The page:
# Learn Difficult Concepts with the ADEPT Method

This is a companion discussion topic for the original entry at http://betterexplained.com/articles/adept-method/

I found this site when I was searching for a better explanation of imaginary numbers for myself and my students. WOW! this is how I like to teach. Sometimes I hit the mark, sometimes I don’t, but with your site, I think the bulls-eye just got a whole lot bigger. I am definitely going to hang out here a lot.

Dear Khaled- I liked the diagram which explains negative numbers with a circle along which a number can travel, from plus 1 through zero, via i, than on below the line, where I lost you a bit. But I was wondering, instead of a circle, what if we represented the journey of a number with a sphere? Obviously cannot be shown easily in two dimensions. In a circle, we divide up the possible points into degrees,minutes and seconds. In a sphere, how do we divide up the much greater number of possible points?

I had taken the Learning How to Learn course, Kalid, and was happy but not surprised to see you show up as the windup interview. I’m glad to see you offer it on this site, as well. ADEPT is a great tool!

Thanks Evan! I was really honored and humbled to be able to share my thoughts with the class. Glad the method’s clicking for you =).

Hi. I recently discovered your absolutely marvelous site. I am struggling on note taking technique right now. What tools did you use on drawing those diagrams? They looked great!

Hi Indra, thanks so much. I use PowerPoint to draw all the diagrams: there’s many nice default formatting styles that look very clean out of the box. Here’s an example:

http://betterexplained.com/examples/graphics/Exponential-growth.pptx

Maybe I’ll do a mini tutorial on PowerPoint graphics one day :).

Hello Khalid,

Thank you! Much appreciated! Richard Feynman is my Guru too! His ‘lectures on Electromagnetism’ were recommended as our text book for one of our courses. Reading the lectures was itself so enlightening! I would go back and read it all over again like a favorite novel. I wonder what it would feel like to have been his student.

Thanks again, wonderful post.
Abigail

You are “the man!” Please, keep on writing! You put many so called college “math professors” to shame! It’s clear you have a Passion for what you do, where most of the phony Profs are merely there for the paycheck, no wonder this country (US) lacks serious engineering talent; it’s our own fault for tolerating much too powerful teacher unions where tenure is a ticket to do whatever the hell one pleases, good for the profs, BAD for the students who PAY their salaries.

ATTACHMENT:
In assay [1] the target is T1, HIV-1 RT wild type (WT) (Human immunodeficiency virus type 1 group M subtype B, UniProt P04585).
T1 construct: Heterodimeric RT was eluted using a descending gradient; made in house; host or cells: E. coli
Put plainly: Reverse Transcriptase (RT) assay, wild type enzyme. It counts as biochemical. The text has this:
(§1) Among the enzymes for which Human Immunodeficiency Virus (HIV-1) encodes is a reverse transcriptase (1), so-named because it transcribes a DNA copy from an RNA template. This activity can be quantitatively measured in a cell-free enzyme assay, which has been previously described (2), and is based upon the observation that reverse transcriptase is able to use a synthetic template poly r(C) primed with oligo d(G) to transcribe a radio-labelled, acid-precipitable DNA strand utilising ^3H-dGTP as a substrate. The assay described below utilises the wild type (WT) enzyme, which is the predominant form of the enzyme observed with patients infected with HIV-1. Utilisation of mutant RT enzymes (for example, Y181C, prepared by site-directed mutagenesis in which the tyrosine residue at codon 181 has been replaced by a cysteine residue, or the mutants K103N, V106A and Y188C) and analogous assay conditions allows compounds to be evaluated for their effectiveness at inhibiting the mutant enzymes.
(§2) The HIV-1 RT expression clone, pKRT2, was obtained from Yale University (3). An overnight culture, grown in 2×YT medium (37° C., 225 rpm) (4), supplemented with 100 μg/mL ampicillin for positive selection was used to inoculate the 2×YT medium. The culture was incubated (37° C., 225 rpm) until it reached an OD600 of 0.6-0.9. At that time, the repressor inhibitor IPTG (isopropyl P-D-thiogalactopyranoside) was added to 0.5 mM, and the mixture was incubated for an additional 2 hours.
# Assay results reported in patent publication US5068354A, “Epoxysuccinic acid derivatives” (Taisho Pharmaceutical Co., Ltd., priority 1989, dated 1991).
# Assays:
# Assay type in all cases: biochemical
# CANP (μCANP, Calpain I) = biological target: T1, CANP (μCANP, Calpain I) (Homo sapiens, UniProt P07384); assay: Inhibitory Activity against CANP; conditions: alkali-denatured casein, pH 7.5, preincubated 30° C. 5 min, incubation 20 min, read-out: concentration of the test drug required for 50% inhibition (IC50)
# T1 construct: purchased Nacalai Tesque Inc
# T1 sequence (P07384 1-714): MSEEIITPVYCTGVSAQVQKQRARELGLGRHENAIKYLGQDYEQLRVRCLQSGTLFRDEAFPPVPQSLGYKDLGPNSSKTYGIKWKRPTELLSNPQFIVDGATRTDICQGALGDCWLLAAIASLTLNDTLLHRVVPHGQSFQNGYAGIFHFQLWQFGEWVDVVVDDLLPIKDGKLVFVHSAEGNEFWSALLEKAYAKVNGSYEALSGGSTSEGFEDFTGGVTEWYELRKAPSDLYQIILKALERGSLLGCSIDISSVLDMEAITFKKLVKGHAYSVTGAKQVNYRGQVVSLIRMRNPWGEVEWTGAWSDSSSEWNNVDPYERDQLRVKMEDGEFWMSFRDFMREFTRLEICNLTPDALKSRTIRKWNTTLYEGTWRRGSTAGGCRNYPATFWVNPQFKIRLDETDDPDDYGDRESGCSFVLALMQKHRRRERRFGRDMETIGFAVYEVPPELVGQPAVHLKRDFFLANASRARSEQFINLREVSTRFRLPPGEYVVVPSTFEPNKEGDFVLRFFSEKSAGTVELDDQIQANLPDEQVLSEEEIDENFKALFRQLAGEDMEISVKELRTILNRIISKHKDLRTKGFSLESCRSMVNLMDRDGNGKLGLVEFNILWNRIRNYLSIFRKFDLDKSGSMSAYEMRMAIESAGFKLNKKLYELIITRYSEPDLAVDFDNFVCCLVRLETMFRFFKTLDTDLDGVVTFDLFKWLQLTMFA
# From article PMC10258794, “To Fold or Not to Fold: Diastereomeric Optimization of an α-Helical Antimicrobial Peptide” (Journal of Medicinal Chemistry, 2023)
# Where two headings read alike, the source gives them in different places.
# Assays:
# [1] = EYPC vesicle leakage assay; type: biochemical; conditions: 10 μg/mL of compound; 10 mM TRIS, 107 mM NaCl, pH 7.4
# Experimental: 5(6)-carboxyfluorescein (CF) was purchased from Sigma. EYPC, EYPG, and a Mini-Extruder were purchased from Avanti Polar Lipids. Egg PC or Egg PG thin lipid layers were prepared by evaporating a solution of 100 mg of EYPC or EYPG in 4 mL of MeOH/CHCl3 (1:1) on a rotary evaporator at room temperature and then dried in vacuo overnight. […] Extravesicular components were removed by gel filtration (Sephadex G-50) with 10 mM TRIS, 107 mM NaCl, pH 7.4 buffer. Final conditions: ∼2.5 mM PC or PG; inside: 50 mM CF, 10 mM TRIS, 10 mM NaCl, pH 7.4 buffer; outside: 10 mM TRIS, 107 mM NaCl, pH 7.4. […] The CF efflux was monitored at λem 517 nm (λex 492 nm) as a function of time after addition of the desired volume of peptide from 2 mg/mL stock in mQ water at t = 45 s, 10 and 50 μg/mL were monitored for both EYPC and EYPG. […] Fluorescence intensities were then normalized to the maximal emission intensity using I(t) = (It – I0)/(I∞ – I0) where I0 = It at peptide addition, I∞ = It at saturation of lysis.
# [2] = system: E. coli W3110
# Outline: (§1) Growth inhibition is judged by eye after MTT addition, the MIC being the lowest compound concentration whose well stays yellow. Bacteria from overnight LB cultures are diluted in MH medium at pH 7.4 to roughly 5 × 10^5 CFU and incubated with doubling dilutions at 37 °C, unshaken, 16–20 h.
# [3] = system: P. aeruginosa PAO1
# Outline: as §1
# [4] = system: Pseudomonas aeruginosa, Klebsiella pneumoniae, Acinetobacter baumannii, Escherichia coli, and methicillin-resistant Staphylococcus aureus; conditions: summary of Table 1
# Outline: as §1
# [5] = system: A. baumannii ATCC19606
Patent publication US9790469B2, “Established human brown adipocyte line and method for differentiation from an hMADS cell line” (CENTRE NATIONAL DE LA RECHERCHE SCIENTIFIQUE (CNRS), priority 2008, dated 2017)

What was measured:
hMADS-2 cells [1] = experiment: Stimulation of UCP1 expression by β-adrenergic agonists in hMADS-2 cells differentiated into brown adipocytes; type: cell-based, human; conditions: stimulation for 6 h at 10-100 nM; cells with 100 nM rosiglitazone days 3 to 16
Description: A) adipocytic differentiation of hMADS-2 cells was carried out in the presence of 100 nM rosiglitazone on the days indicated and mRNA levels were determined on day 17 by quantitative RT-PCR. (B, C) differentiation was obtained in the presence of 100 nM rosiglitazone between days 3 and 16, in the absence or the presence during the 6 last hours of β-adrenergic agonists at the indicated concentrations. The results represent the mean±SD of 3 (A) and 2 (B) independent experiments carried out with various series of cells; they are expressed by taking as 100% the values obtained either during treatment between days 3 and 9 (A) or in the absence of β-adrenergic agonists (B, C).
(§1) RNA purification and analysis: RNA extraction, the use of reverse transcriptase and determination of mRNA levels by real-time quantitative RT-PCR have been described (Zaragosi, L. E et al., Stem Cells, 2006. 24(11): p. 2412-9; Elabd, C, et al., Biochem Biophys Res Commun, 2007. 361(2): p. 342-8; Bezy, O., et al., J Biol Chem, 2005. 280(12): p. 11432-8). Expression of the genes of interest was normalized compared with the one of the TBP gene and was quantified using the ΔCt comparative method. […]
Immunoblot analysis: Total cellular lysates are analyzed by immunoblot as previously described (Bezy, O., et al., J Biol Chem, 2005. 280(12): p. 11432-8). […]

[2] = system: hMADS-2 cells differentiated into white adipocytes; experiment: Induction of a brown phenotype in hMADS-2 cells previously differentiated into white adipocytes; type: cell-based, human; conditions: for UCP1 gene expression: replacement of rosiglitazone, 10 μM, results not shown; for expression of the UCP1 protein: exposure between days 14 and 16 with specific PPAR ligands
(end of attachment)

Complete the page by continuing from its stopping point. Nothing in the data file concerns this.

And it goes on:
Brilliant stuff thanks! It confirms what I try to do on my best days, and then some! It’ll be a really useful format to consider when I’m figuring out how to introduce new topics, especially for A-level.

I really appreciate your skill and style Khaled. Thank you for another great lesson in process.

@Abigail: Thank you! I’ve been meaning to see more of Feynman’s lectures, especially since they’ve been opened up (http://research.microsoft.com/apps/tools/tuva/index.html#data=3|d71e62e2-0b19-4d82-978b-9c0ea0cbc45f||). I wish I could have been a student and dug into the intuitions he had as well.

@mj: Thanks for the encouragement =). Yes, unfortunately there’s a pressure on professors to publish or perish (not teach or perish). I think positions should deb split into research-only and teaching-only. It’s like forcing a chef to be a waiter, or a writer to be an actor too.

@Jonathan: Great question. As you suspected, we might want to move a number around in a 3d sphere, vs. a 2d circle. There are special numbers which have been invented to go to higher dimensions (called quaternions - which are actually 4d) and I hope to do some follow ups on them.

You can also skip labeling the individual dimensions, and start giving the angles you want (go forward 1.0, rotate 30-degrees in this direction, then rotate 45 degrees up, etc.). Part of math is figuring out the right system that helps describe what you want, or inventing a better one :).

@Anthony: Awesome, glad it’ll be helpful. It’s now my mental checklist that I have to fill out before I’m satisfied I really understood a topic.

@Mike: Thanks!

Hello Kalid,
How to explain that the sum of all positive integers is -1/12.

This way you put all your work in one single post! I really like this ADEPT approach which I think should be adopted by serious learners who want to grasp the thing and not just memorize a bunch of methods and formulae.

I am a big admirer of great physicist Richard Feynman and definitely your approach matches his style. Keep up the good work.

Harish Dobhal

@Nandeesh: Yep, in that case you might want to look at the existing proofs and work backwards. When explaining something to others, you start with the analogy and go forward, but with an existing result, you have to build up the plain-English, diagrams, etc. yourself.

@Harish: Thank you!

Great post! Is there some place on this website (now or in the future) where readers can contribute their own ADEPT explanations? I’m sure many of your readers have great explanations and are willing to share.

Hi Tony! Glad you found the site, that’s great to hear. I love sharing ideas & material with other teachers, feel free to poke around. Welcome aboard =).

Though I am usually not a phan of phorced acronyms ADEPT has actually been working for me as I try to explain just what and how it is that better explained explains. Keep up the awesome.

Thanks Mark =). I’d been struggling to describe the difference myself (I think I got lucky that I didn’t have to search for more letters).

your work is so great! gives so many aha moment , thanks a lot!